Reflections of Grace 129: Masks of Inferiority

Reflections of Grace 129: Masks of Inferiority August 25, 2016

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Most of us deal with fear by trying to be someone we are not.  We try to transform our image by presenting ourselves as someone other than who we really are.

I did this for years.  I called it the Imposter Syndrome.

Many of us try to reinvent ourselves, seeking healing and transformation over and over again, through impersonating who we want to be, not who we really are.

This is most often because we don’t love and accept ourselves.

But in the end of this masquerade we find that only as we let go of the false picture and embrace who God created us to be can we really see ourselves as lovable and valuable.

  • Even with all of our quirks.
  • We find a new self by embracing our original self finally, and let God reveal how unique we really are.

Whenever I was asked to be a public speaker I would have a slow build of panic right up until I actually stood (or sat) before the people.  If panic could light up a room, the room would have been glowing when I walked in.  On the outside I would look cool as a cucumber.  But on the inside I was trying to just breathe through my panic.

Years ago, through a publication of a women’s ministry newsletter that I sent out every month, I was invited to be on a Christian television program through Trinity Broadcast Network.  I was so honored and excited.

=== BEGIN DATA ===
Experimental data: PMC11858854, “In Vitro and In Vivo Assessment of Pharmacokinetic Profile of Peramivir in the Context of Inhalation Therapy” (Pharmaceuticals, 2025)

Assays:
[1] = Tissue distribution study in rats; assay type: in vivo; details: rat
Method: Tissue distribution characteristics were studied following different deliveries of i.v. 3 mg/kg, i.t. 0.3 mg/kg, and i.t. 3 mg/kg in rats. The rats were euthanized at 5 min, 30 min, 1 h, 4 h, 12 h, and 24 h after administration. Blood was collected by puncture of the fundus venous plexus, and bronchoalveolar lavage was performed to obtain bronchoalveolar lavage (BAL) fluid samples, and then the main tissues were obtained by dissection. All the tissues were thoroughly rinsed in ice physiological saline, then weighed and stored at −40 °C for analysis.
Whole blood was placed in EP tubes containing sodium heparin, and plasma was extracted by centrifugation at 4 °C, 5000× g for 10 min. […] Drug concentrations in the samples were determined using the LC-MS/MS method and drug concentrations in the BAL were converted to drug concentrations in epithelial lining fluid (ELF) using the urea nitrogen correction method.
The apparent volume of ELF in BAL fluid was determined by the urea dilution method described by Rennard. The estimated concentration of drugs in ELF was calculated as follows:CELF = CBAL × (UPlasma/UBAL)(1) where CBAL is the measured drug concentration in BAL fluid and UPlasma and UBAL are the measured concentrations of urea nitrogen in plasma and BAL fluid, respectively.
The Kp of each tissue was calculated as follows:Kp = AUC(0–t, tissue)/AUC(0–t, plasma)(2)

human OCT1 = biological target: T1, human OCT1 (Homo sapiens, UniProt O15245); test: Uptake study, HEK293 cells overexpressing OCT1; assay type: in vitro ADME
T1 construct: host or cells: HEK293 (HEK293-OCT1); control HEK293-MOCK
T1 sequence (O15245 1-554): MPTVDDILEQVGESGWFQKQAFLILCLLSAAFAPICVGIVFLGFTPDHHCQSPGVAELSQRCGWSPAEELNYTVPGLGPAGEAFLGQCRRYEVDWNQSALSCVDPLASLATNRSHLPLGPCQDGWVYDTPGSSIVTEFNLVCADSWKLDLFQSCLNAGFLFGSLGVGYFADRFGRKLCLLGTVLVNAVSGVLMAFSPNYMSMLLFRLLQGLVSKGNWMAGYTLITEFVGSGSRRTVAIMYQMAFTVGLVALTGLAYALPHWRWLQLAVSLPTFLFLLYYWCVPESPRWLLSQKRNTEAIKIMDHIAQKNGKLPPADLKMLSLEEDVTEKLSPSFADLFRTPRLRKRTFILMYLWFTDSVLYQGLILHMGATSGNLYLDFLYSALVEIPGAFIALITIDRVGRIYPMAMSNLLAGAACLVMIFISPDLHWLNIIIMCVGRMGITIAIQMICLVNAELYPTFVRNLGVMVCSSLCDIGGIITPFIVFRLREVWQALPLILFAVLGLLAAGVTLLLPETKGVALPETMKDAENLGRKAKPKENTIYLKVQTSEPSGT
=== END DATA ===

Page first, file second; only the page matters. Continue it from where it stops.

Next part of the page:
But as the day approached and I had to drive four hours to the Tustin, Ca. studios, my panic began to rise.  I had set my alarm for early that day, but my anxiety had sent me an earlier wakeup call…I simply could not sleep.   I imagined all kinds of scenarios.

  • I would sound like an idiot.
  • I would forget all I knew.

People would laugh at the poor girl trying to make a name for herself.

It went on and on and try as I might I could not get it to stop.  I even tried to imagine the worst that could happen to me if I failed and tried to convince myself I wouldn’t die.

  • But it didn’t help.
  • I would think to myself, “In four hours I will be in a TV studio sitting before millions of people staring at me.”  This is where I would tell a world full of women, “You are beautiful and you have a gift and a calling right in your own homes and your personal lives that God wants to use.”
  • Lord knows I tried deep breathing, focusing on scripture, begging Jesus to let this cup pass from me, everything I could think of.  But I still felt like I was going to throw up.

As I nervously sat in the studio before I was to go on and watched the other guests being interviewed, I started hyperventilating.

  • I couldn’t breathe.  I tried distracting myself.  I couldn’t think of one thing I had planned on saying.  Not one!
  • Focus, focus, focus.

Five minutes before I was to go on I had this fight or flight thing hit me and I had to go to the bathroom.  I just knew if I didn’t go I would embarrass myself on national TV.

  • The horror of it.

As I got up to find a restroom I was immediately told to sit down and that I was on in 2 minutes.

  • So, this is it, I thought.  I am doomed.

“If this anxiety gets worse, I’ll be incoherent on national television.” I stuttered to myself.

The time finally came and the assistant told me to take my place behind the red line and sit down.

I went in terror.  Truly.